Not the Best Line, but a Good One
Betty stepping out of Hunky's jalopy once she sees the railroad "shack" he lives in: "When's the floor show start?"
Somebody tell this guy I'm not Sean Young
Just under three weeks until the 10th Annual Noir City Film Festival
in San Francisco. I saw the preview last week while waiting for Singin' in the Rain
to start (second on the program with On the Town
) and wished they'd cut it about 40 seconds shorter. Alas, they did something unfortunate typographically with the "X" that signifies "10" and the "Y" in "City" and decided to go soft porn in the promo, which is both a misinterpretation of noir and a lame design treatment. Very 1982.
Happily, The program
itself looks good. I'll miss Angie Dickinson
and a bunch of great San Francisco-based films, but I will get there just in time
and The Money Trap
and won't have to leave until right after The Great Gatsby
(with Ruth Hussey
!!) and Three Strangers
Stay tuned for pre-program preparatory and in-program notes. Meanwhile: Happy New Year!
In honor of the heat and what's going on (or not going on) over the river in D.C., I'm having some friends over to watch a few films about political intrigue, power-mongering, and sensationalism. Updates to follow.
I've already done the Birthday of the Week, but today is Roscoe "Fatty" Arbuckle
's birthday and the guy was great. What can I say? Sure, the scandal
was hideous and dreadful for all concerned — lurid and career-ruining — plus the woman died and everything.
Anyway, anyway... I used not to care much for slapstick at all and especially avoided the kind where the big joke was about being fat or drunk, so I didn't come around to Arbuckle until my early 20s — and then only just
, because he hung around with my girlfriend, Mabel Normand.
Then last July I saw him in "The Cook" at the San Francisco Silent Film Festival
with Buster Keaton and became a true fan, as I hope you will too if you aren't already. Remember, all the stunts are done by the actors and the dog. The whole thing's a ballet.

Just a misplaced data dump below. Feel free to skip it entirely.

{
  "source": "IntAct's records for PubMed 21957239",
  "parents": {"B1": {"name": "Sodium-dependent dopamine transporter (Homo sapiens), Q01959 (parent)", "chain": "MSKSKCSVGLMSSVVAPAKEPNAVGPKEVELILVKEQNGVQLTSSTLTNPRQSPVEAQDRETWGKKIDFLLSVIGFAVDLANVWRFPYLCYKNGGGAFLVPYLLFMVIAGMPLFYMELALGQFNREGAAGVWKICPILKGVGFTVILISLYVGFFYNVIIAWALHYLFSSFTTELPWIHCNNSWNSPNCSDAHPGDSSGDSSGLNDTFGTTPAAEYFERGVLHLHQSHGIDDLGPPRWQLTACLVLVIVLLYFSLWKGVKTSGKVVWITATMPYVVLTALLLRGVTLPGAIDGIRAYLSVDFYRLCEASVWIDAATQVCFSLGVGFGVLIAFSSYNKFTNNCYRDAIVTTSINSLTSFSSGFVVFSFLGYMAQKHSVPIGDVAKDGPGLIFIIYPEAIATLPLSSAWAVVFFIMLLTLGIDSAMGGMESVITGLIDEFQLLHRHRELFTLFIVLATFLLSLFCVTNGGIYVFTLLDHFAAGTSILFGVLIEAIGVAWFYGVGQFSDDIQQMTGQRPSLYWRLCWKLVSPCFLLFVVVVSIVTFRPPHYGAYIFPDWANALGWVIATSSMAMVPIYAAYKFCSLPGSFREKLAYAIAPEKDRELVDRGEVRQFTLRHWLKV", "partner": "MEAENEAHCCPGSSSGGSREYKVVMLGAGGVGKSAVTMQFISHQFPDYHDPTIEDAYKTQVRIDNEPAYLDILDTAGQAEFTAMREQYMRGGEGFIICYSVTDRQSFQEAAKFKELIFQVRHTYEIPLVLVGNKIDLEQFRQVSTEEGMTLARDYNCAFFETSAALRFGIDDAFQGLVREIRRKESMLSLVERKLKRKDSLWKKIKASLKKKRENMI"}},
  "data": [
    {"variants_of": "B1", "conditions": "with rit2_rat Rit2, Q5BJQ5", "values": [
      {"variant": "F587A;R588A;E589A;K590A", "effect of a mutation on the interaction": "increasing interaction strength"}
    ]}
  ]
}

Enjoy. But don't try any of this at home.
The Cook (1918)
The other day I ran across the program to a private film festival my friend Monica and I held at her place on Shotwell Street in San Francisco some time in 1994. It was called "Nearly the 100th Anniversary of Going to the Movies" and we screened 15 movies in one day, with a half hour break in the middle to bestow Agnes Moorehead with the first (and only) Lifetime Achievement Award for Hollywood's Scandalously Neglected. The award was to have been forever after known as "The Aggie" and we never did it again, which in itself is scandalous.
It is time to set things right. I am hereby resurrecting the Aggie Awards, since it is Oscar Season and they've stopped parading the Hollywood Elders Miraculously Still Alive on the actual show. Date and details to follow once I've had a chance to gin up interest.
Meanwhile, I'll start the ball rolling with two lists of contenders for Scandalously Neglected Actor and Scandalously Neglected Actress — and a chance for you to throw a name in the ring.
Now the boys...
Nearly the 100th Anniversary of Going to the Movies Program (1994)
Here is the program that started it all. Looking back, I'm pretty impressed with how many studios and eras we covered. It was a 12-hour extravaganza with two rooms going at once: one for features (the first seven pictures in the slideshow) and one for diversions. There may have been some drinking.